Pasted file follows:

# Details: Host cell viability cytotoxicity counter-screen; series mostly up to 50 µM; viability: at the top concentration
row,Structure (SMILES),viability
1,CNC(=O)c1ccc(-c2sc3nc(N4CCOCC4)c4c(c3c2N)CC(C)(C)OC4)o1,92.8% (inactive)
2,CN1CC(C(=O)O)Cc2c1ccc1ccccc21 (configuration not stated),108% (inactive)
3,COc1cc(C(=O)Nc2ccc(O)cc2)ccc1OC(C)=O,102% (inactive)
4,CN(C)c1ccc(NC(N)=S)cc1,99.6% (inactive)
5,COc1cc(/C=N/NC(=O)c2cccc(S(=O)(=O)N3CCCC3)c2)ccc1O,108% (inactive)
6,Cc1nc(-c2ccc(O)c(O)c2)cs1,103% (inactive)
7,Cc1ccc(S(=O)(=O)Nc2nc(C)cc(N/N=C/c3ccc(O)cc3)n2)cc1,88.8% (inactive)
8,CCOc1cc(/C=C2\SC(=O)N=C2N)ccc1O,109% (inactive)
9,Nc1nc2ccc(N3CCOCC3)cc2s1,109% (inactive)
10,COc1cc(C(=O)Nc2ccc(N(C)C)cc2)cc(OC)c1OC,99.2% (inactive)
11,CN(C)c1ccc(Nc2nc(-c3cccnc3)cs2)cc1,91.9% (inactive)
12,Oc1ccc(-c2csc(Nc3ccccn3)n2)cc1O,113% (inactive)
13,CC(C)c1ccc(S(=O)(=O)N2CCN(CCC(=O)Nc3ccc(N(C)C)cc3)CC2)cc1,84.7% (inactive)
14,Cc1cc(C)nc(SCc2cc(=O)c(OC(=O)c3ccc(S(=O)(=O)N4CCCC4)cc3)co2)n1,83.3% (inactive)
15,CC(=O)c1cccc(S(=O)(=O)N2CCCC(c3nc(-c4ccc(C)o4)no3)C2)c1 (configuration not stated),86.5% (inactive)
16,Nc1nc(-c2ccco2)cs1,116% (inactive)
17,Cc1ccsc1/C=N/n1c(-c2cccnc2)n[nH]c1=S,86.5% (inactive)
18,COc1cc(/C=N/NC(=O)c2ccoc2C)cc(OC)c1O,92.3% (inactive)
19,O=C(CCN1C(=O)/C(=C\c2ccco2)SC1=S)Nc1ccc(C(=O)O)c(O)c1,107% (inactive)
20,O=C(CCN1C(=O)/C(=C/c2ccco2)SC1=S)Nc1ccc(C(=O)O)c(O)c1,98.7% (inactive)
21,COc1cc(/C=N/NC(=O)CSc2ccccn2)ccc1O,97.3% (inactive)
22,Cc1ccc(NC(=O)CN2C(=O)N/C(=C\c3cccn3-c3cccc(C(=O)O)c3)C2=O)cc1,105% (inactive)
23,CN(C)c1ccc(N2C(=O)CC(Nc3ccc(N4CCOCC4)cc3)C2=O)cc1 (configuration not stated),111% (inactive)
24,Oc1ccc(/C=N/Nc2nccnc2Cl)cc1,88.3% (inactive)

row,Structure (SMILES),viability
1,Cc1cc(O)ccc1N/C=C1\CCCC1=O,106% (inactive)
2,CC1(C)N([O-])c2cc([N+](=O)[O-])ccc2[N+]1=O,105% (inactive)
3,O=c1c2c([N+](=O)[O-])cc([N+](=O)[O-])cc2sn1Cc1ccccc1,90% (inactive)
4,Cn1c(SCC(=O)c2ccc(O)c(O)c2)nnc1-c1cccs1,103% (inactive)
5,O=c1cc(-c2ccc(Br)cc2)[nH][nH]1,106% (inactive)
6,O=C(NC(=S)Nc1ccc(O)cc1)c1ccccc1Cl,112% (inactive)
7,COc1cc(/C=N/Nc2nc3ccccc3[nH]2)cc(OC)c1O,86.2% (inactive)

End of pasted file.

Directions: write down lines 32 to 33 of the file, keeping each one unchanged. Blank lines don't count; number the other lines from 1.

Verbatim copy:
5,O=c1cc(-c2ccc(Br)cc2)[nH][nH]1,106% (inactive)
6,O=C(NC(=S)Nc1ccc(O)cc1)c1ccccc1Cl,112% (inactive)